Grand rounds were the highlight of the week on the ward when the head of our department himself conducted them. They were fun, all bets were open, and the teacher would give youngsters in the team as well as the most experienced senior doctors a piece of his mind in equal measures. Although his tone was often slightly cynical, the procedure was always fair, and it was the same every week. Everybody was keen to participate because we all learned a lot, and the embarrassment of being singled out was considered less than the fun of participating.
Professor Hermann Heimpel (whom I congratulate on his 80th birthday) was the only teacher who asked a particular type of tricky question at the bedside. As the senior doctors on his team we could predict what he would ask over and over again – which was “why?” “Why do you want to measure sodium?” and “Why did you call the neurologist without asking him a precise question?” He almost never ordered additional tests or procedures. He may have asked if the candidate would agree to do a simple blood count in a patient with a suspicious “palmar-haemocytometer count” (nothing more than comparing the colour of the patient’s palm with that of the doctor’s).
The modern version of the “why” strategy (soon shortened to Y strategy) is the “Y nurse.” The Y nurse’s job is to ask: “Why are we doing this and that?” Well trained, highly experienced, and widely recognised, the Y nurse is an independent member of the team responsible only to the CEO. Their job is to support generation of optimal outcomes, i.e. the best possible clinical result for the least resource consumption. He or she has to identify questionable and poorly supported decisions of the team but should never make decisions. We learned from another project that medical students can function as valuable (and affordable) professional sceptics as long as they only register their scepticism but leave the final decision with the authority that will and can take the responsibility (1). To complete the role of a Y nurse, excellent clinical knowledge in the specialty is a prerequisite but not sufficient.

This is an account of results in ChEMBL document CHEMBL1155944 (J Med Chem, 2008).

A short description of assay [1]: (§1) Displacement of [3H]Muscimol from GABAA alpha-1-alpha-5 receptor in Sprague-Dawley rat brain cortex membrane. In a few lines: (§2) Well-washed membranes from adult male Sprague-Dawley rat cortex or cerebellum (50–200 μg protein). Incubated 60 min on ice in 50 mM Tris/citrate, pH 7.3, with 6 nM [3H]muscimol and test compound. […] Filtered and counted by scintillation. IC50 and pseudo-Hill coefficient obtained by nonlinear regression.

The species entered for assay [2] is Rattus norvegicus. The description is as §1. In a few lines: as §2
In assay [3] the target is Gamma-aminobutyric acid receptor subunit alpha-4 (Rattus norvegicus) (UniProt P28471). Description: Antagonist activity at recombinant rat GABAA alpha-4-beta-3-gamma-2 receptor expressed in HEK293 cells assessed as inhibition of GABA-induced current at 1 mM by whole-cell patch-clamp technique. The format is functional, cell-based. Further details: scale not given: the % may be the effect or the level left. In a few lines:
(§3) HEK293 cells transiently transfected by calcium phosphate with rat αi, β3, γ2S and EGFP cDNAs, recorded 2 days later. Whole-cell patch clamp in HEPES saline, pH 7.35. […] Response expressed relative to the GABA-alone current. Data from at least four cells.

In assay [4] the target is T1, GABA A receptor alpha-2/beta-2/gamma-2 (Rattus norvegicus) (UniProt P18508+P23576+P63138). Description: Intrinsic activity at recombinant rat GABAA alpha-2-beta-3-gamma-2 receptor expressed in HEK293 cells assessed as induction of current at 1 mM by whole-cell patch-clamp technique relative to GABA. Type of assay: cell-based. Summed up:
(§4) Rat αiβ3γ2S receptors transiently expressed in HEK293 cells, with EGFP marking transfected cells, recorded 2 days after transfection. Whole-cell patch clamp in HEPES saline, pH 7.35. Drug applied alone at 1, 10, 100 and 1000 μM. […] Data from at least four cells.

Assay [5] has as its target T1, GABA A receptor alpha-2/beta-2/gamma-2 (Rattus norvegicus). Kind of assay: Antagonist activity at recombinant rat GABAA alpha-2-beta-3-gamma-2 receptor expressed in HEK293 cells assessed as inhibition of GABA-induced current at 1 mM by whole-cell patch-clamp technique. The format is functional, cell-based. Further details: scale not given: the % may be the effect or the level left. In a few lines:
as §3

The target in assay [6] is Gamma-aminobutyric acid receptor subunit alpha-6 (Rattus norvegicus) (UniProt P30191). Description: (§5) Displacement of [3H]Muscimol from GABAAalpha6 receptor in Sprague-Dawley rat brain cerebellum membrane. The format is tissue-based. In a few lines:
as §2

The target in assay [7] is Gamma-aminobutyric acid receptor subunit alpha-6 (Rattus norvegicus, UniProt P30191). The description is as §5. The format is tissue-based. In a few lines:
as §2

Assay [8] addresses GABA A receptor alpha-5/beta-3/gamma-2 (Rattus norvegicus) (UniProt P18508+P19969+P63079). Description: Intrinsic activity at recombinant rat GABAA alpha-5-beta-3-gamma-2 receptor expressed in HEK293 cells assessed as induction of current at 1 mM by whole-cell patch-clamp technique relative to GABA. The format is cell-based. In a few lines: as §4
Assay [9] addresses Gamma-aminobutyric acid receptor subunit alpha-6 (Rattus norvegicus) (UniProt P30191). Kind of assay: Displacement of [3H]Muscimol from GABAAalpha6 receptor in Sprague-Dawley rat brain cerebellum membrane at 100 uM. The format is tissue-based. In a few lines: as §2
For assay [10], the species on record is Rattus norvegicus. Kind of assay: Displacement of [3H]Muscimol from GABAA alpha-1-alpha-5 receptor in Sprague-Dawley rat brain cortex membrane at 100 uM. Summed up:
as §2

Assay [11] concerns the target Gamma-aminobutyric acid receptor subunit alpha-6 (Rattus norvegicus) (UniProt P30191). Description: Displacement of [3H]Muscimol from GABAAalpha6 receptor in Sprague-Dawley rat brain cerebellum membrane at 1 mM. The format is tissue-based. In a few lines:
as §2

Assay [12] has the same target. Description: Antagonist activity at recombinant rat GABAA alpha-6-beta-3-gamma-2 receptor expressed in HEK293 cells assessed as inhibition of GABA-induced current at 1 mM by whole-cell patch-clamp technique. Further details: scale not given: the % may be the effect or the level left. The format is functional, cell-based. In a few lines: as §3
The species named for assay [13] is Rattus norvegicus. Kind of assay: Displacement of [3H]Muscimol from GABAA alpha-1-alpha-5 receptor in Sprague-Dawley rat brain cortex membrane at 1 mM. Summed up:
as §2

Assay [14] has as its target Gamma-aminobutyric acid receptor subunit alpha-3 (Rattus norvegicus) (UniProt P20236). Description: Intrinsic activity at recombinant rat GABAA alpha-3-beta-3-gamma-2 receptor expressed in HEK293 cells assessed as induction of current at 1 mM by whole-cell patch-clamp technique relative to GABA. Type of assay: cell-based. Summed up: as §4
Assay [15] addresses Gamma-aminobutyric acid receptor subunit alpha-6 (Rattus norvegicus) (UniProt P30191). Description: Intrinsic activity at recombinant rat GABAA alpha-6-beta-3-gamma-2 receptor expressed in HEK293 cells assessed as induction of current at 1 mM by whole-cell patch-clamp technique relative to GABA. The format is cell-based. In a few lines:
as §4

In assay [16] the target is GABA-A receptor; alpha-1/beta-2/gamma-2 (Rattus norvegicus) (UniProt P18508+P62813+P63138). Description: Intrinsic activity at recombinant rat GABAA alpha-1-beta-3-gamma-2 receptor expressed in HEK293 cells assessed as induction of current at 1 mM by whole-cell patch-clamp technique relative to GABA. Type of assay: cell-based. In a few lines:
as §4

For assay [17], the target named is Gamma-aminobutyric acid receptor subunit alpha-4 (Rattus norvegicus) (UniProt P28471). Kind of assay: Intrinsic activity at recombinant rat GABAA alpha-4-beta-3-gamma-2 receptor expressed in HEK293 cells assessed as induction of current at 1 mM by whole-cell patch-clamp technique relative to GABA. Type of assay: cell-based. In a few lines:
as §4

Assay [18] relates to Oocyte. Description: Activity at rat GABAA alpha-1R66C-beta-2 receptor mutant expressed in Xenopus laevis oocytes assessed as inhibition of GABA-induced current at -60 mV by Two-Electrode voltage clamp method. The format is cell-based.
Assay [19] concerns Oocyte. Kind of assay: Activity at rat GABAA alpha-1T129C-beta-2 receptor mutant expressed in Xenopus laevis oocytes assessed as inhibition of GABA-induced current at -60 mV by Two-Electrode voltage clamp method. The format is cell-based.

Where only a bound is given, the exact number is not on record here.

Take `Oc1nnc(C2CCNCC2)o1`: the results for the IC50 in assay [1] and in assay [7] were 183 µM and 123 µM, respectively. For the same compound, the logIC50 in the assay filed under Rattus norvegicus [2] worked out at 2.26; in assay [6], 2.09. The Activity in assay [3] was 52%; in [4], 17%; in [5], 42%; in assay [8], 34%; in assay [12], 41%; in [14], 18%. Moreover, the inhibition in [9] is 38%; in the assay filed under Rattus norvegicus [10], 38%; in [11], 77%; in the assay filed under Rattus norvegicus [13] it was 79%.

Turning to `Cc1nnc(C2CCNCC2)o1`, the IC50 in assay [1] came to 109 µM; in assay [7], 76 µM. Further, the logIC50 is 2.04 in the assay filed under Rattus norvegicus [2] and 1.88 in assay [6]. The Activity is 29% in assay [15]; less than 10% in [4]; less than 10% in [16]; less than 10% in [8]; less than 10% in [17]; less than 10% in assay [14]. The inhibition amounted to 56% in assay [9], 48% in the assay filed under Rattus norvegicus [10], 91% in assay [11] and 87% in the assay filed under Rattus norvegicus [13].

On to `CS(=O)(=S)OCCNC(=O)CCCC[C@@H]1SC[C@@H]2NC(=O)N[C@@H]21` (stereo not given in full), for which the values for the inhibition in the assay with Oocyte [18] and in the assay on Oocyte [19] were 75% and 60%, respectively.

Attitude, skills, and knowledge of clinical epidemiology and basic microeconomics are also essential (2). The Y nurse can be expected to improve outcomes. He or she may not necessarily improve the patients’ survival rates but is very likely to improve patients’ quality of life, will almost certainly prevent unnecessary services, and save more money than her/his attractive salary will consume. This means that the Y nurse will definitely increase the efficiency of healthcare. We are working on a concise textbook and a first course for Y nurses.
Competing interests: I received no support from any organisation for the submitted work. I have had no financial relationships with any organisations that might have an interest in the submitted work in the previous three years and no other relationships or activities that could appear to have influenced the submitted work.
Franz Porzsolt is the head of clinical economics at the Institute of History, Philosophy, and Ethics in Medicine at the University of Ulm in Germany (www.uniklinik-ulm.de/clinecs)
- Porzsolt F, Braubach P, Göller A, Flurschütz PI, Sailer MB, Weiss M, Wyer P. The efficient contribution of medical students and the feed-back of their supervisors can help avoid the expert bias in medicine. Submitted for publication.
- Porzsolt F, Kaplan RM, eds. Optimizing health – improving the value of healthcare delivery. New York: Springer, 2006.